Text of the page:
Wool flannel is classic for attire – pants, skirts, jackets, and more. It's also gorgeous (and so very easy) used for winter wear: quickly whip up a scarf (you don't have to finish the edges much beyond cutting with pinking shears if you don't mind a bit of fraying, or you can use a nice whipstitch with a matching or contrasting yarn) and some mittens or a great set of couple's mittens, make some booties for baby or slippers for the rest of the family (use the luxurious wool fleece as the innersole and reuse old slipper soles or knit new ones out of a sturdy hemp yarn or make them out of a sturdy fabric or a felted wool, a piece of leather you picked up at the thrift store, or something similar)... I'm sure the wool flannel isn't created for this, but I can't imagine a better wool for longjohns simply because I love the way it feels against my skin; similarly, it would be splendid for a light but wonderfully cozy cardigan.
This may be (more?) proof that I'm crazy, but couldn't you just imagine a throw blanket out of this fabric? I want to make one that's two-layer, with big patchwork blocks with some sort of applique in alternating blocks (I haven't figured out just what sort yet, but I'm thinking I'd use our wool wovens to stay in theme). Maybe I've just seen too much country-style decorating lately, but this wouldn't be country per se, just a knock off on the idea. And it would be so incredibly comfortable ... imagine sitting there, wrapped in that beautiful blanket, reading a book and enjoying the firelight!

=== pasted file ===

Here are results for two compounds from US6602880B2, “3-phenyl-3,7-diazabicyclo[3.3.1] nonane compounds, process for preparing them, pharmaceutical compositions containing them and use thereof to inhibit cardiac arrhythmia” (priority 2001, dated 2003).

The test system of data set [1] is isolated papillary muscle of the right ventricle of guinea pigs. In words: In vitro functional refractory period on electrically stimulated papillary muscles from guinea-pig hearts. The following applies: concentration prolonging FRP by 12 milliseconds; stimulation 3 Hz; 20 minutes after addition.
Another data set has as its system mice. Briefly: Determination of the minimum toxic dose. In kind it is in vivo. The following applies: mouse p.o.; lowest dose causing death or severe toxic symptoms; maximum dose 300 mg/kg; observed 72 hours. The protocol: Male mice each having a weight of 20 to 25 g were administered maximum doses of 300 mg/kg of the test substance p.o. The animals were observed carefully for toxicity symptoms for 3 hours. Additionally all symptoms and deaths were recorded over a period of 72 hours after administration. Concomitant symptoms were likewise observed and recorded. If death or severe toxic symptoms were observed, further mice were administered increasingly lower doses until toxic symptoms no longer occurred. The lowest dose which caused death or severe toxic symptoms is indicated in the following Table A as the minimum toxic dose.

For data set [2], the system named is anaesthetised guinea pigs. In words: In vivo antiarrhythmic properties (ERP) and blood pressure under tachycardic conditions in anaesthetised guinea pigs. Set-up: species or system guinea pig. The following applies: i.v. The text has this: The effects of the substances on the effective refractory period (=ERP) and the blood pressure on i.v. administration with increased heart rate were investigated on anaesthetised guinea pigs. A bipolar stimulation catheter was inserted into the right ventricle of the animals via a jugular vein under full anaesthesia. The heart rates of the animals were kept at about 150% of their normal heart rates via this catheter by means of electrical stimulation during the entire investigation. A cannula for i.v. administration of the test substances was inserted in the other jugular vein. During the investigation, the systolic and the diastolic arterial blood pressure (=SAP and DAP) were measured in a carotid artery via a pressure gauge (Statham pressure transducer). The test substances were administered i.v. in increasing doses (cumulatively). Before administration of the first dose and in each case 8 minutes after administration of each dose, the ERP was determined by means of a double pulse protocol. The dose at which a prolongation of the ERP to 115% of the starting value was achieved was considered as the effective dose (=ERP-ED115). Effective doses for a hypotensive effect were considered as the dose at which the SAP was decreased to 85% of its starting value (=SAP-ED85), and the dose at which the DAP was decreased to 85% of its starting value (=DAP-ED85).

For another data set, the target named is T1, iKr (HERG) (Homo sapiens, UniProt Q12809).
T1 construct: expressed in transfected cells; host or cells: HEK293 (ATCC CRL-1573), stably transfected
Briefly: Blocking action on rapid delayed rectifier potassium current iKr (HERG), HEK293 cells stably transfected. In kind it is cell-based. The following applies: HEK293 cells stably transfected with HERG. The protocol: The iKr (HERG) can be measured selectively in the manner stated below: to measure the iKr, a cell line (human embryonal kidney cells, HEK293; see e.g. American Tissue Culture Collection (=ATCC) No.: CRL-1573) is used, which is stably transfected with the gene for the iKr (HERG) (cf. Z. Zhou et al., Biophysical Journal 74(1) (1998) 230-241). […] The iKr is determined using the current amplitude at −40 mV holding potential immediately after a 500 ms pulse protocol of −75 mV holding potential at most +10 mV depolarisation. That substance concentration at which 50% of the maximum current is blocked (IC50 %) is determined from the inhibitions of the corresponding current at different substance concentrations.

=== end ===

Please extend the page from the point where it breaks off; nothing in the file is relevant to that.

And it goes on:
At 15.2 ounces per linear yard, this fabric is 9.4 ounces per square yard. If you're used to wools that itch and bother, or think you're allergic to wool, request a sample of this marvelous fabric -- it may surprise you! (Many people react to the chemicals used in raising the sheep and processing the fibers, rather than to the wool itself.) Made in the US from Organic Australian Merino Wool.
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